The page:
Redistribution Debate

History and Debate of Redistribution

Redistribution of wealth is simply the transfer of wealth, property or income from one individual to another. This redistribution is caused by some social mechanism, such as nationalization, charity, taxation, welfare or tort law. Typically the redistribution is progressive, referring to a transfer of wealth from the rich to the poor. Redistribution is sometimes regressive, however, referring to a transfer of wealth from the poor to the rich. The redistribution debate is widely controversial, with both sides arguing a number of different pros and cons for the redistribution of wealth.

Pros to the Redistribution Debate

One positive aspect of the redistribution of wealth is that it applies to the human sense of fairness. Humans have an intrinsic sense of fairness, proven by psychological studies and experiments. Fairness within the world of wealth certainly does not always exist, particularly in the United States. Redistribution of wealth allows citizens to feel that a sense of fairness is established. Next, redistribution of wealth is good for both the poor and the rich. When the disparity between the rich and poor is too large, economic inefficiencies occur. The rich want to stay rich, but without allowing the poor some sort of cash flow the rich cannot stay rich.

Redistribution can also help contribute to the peace and stability of the nation. As demonstrated with protests such as the Occupy Wall Street movement, when the disparity between the rich and poor is too great society falls out of balance. This leads to social unrest and eventually civil disturbances, looting and even revolutions. Lastly, if redistribution of wealth is constantly scrutinized it can work wonders for society. As long as the money is carefully analyzed and spent, the redistribution can help to eliminate poverty and starvation for a great deal of the population.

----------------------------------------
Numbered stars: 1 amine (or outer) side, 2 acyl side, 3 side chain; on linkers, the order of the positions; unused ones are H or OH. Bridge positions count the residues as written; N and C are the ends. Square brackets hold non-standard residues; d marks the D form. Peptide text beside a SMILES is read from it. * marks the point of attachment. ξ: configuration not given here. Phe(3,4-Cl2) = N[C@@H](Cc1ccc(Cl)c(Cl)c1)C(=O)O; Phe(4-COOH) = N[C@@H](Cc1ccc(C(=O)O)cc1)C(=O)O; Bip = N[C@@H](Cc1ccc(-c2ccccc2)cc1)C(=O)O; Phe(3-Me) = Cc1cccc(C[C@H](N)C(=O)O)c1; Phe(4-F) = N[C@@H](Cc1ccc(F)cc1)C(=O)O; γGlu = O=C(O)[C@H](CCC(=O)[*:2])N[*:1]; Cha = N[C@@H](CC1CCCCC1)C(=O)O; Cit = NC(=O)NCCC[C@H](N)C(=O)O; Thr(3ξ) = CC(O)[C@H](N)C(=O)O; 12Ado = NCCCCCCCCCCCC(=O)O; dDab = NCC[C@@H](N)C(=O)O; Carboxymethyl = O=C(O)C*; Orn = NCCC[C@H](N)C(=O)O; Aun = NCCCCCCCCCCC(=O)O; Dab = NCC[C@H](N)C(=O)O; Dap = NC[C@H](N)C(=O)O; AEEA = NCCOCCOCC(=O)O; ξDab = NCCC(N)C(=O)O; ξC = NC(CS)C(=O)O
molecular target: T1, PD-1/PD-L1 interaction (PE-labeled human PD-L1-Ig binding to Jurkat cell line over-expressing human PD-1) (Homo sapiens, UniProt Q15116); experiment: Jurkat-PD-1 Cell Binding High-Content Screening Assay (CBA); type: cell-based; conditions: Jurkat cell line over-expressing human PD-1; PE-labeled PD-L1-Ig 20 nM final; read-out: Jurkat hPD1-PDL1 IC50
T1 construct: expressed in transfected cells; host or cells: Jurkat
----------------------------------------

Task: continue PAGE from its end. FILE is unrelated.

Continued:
Cons to the Redistribution Debate

However, there are also arguments against the redistribution of wealth. First, redistribution works against America's economic system of free capitalism. Government interference and calls for redistribution oppose the fundamental values of capitalism. Also, redistribution may take away from a society's growth opportunities. Redistribution may mean that the rich cannot start new businesses or hire new employees, and ends up hurting the economy.

Another argument against redistribution of wealth is that it may cause laziness. Those who are dependent upon the redistribution of wealth might become reluctant to do their fair share, as they no longer have to work in order to live. Redistribution is often considered bad because it is a form of forced charity. The wealthy might not choose to donate the money of their own accord, and are instead are forced to give up their money. Those who argue against the redistribution debate believe that the poor should only receive help from private groups that willingly help the poor, such as the Red Cross and the Salvation Army.

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